Among old records in St. Charles, Missouri, is one dated November 4, 1819, setting forth that Louis Taylor and Loise Taylor, his wife, for $1025.31 sold to













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Nathan Boone's the ½ of the Ile or Square of ground on which Taylor now lives, 150 ft. front on 2nd St. by 300 ft. to the 3rd St. including the old horse mill.

The convention to frame a constitution under which Missouri was admitted to the Union met in St. Louis June 12, 1820; Nathan Boone, a delegate from St. Charles County, took a prominent part in this meeting. A committee composed of Duff Green, William T. Rector and Boone had charge of the convention's printing, to which all bids were to be submitted. Boone tried to have the temporary capital of the state located at St. Charles instead of St. Louis but his efforts failed.24

The year 1832 was an active one for Nathan Boone; In June he was reported in Iowa, where he commenced the survey of the southern boundary of the neutral ground on June 19 from the mouth of the Upper Iowa to two miles west of Painted Rock, where he set a two-mile post; he quit work there because of the hostility of the Indians.25

James Craig reported to Secretary Cass from St. Louis, December 14, 1833, that he had recently returned from making a survey, part of which consisted in running the line on the high ground separating the waters of the Des Moines from those falling into the Missouri and continuing up these grounds one hundred and fifty miles to the small lake forming the source of the Boya River in north latitude 42° 20'. "From this point I run and corrected a line 47 miles and 62 chains, to the upper forks of the Des Moines river, where Major Boone established his corner last season..."26

Endorsed by the people of St. Charles, Boone became a captain of the Mounted Rangers June 16, 1832; with Gen. Henry Atkinson and Col. Zachary Taylor be crossed the Wisconsin River in pursuit of Indians under Black Hawk; he also rendered valiant service at the head of his company at the Battle of Bad Axe where Black Hawk was defeated and captured.27

During the Black Hawk War a raid was made upon the Ramsey family who lived on the Femme Osage about six miles above Nathan Boone's home in St. Charles County; Boone with other settlers went to the place where they found the five year old son of the Ramseys at the point of death; he was still breathing and when he









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saw his father he said: "Daddy, the Indians did scalp me" just before he expired.28

In command of a company of rangers Captain Boone arrived at Fort Gibson, Indian Territory, November 22, 1832; his company and that of Capt. Lemuel Ford were encamped during the winter of 1832-33 one and a half miles below Fort Gibson, on the opposite side of the river; the place was called Camp Arbuckle. While at Fort Gibson Boone was employed by the commissioners to survey the boundary between the Creek and Cherokee nations during twenty-five days in March and April, 1833.29

For this service from October 1, 1832, to September 30, 1833, Captain Boone received $600 in pay; for subsistence he was allowed $292.00; for forage $192.00; servant's pay $60.93; servant's subsistence $66.80 and servant's clothing $27.50. From October 1, 1833, to September 30, 1834, fifty dollars was added to the Captain's pay; he was given $96 more for forage and a substantial raise for his servant's pay, food and clothing.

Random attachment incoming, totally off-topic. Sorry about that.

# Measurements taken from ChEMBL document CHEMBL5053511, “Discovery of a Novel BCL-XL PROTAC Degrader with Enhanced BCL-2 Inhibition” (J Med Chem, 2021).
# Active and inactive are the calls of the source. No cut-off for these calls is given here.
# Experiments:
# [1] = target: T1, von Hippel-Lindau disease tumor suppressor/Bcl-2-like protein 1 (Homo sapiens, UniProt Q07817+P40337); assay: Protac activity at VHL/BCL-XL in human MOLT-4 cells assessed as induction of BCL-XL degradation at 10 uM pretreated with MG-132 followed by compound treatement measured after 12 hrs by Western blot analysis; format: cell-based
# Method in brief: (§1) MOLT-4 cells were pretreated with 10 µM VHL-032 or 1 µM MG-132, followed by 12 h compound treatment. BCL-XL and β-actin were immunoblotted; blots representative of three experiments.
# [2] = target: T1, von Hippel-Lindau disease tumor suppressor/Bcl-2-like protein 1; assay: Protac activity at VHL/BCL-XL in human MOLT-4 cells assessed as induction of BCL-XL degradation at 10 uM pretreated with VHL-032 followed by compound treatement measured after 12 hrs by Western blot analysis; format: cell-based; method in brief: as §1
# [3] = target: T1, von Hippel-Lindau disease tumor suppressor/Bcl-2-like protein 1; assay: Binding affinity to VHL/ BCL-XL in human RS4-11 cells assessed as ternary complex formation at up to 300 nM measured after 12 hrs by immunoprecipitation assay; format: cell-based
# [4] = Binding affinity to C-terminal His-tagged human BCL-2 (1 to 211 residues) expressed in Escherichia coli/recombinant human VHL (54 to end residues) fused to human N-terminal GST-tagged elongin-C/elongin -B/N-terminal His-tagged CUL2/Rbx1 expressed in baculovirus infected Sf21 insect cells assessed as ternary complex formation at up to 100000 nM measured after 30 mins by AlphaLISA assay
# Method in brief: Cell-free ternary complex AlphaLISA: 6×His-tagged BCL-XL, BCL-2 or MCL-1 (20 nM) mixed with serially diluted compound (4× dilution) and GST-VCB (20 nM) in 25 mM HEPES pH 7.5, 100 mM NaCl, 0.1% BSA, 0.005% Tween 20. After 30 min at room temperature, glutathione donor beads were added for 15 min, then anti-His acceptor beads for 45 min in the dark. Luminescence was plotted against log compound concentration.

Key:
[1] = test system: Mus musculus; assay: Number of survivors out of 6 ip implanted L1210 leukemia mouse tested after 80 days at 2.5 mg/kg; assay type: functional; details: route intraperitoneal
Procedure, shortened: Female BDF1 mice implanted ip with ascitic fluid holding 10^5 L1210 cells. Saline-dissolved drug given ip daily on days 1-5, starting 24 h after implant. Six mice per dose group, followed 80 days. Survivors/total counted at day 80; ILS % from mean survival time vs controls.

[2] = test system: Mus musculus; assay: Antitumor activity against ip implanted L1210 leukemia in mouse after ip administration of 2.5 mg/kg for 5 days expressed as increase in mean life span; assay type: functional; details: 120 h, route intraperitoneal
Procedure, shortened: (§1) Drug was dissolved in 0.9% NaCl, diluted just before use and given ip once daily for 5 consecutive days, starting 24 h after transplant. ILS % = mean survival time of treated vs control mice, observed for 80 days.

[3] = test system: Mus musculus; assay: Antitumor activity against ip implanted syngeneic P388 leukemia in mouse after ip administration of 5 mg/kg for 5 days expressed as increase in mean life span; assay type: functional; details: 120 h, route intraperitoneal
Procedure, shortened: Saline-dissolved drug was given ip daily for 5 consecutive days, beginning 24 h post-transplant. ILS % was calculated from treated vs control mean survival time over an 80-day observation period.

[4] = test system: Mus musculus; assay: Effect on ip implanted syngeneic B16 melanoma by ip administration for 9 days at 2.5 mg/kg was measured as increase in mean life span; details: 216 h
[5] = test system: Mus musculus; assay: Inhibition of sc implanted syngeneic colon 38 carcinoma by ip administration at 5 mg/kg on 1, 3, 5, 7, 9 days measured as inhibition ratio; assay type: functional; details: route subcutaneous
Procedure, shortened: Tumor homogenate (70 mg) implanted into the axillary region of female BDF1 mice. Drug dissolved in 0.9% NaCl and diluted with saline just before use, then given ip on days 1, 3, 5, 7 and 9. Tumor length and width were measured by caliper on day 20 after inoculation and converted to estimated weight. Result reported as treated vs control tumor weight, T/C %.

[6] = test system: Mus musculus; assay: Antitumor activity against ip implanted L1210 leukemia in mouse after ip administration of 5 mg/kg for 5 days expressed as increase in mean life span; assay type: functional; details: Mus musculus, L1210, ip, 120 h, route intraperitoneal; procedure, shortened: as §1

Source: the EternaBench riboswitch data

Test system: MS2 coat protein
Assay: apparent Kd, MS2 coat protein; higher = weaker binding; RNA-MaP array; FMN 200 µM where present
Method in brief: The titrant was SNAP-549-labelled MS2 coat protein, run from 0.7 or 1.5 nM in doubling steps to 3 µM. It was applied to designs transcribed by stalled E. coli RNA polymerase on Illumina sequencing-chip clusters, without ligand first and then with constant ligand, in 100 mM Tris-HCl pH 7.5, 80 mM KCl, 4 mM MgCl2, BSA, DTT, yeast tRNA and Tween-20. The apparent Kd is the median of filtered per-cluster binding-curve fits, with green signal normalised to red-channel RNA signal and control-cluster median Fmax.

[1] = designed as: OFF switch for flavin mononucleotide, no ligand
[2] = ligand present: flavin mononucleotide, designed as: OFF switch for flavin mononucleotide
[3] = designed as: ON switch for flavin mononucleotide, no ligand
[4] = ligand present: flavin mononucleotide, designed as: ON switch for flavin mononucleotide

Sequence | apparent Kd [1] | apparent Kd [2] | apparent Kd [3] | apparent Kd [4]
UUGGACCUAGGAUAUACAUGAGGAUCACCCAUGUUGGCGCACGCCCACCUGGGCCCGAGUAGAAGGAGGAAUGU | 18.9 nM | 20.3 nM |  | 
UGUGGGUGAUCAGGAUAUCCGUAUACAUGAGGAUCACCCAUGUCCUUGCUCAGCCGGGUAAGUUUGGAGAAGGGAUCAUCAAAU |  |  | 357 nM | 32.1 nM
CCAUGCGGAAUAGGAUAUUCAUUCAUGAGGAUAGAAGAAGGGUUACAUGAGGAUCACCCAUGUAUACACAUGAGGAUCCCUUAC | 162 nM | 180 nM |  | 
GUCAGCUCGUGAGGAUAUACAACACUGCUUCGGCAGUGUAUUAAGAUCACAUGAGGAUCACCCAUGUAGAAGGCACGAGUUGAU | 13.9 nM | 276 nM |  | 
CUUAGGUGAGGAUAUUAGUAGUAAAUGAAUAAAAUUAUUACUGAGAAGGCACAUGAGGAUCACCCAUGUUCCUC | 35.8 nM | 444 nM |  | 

For "transportation from Fort Gibson to Jefferson Barracks, in October, 1833, 510 miles; from St. Louis to Franklin, Missouri, 165 miles; thence to St. Charles, 145 miles; thence to Franklin, 145 miles; thence to Independence, 108 miles; thence to Franklin, 108 miles, in December, 1833, and January, 1834: 1,181 miles," Captain Boone was allowed $141.72. While recruiting at Franklin, Missouri, from October 15, 1833, to April 29, 1834, he was reimbursed $61.2430

Congress having decided a mounted force was necessary to meet the wild Indians on equal terms, passed a bill March 2, 1833, to raise a regiment of dragoons. Officers were selected from the infantry and mounted rangers; Henry Dodge became the colonel, Stephen W. Kearny lieutenant colonel, Richard B. Mason a major. Boone was a captain, his rank dating from August 15, 1833. The officers were instructed to commence recruiting immediately; soldiers were limited to men between twenty and thirty-five years of age; "Native citizens who, from previous habits, were well qualified for mounted service."31

On May 6, 1833, Colonel Matthew Arbuckle at Fort Gibson ordered out a force of rangers and two companies of the Seventh Infantry to scour the territory between the North Fork of the Canadian and Red River in order to drive to the west, Wichita and Comanche Indians; Lieut. Col. James B. Many was in command









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of the expedition, while the rangers were led by captains Boone, Jesse Bean and Ford. Arbuckle directed Colonel Many to keep a journal and Boone to make a survey of the march.32

The command departed from Fort Gibson May 7 and on June 2 when approaching Red River, George B. Abbay of Boone's company was carried off by a band of Indians, estimated by Captain Boone at one hundred fifty to two hundred savages. The troops spent twelve days in pursuit but were forced to abandon hope of recovering Abbay when their food gave out near where Fort Sill was later established. The soldiers, weary and ill, arrived at Fort Gibson early in July.33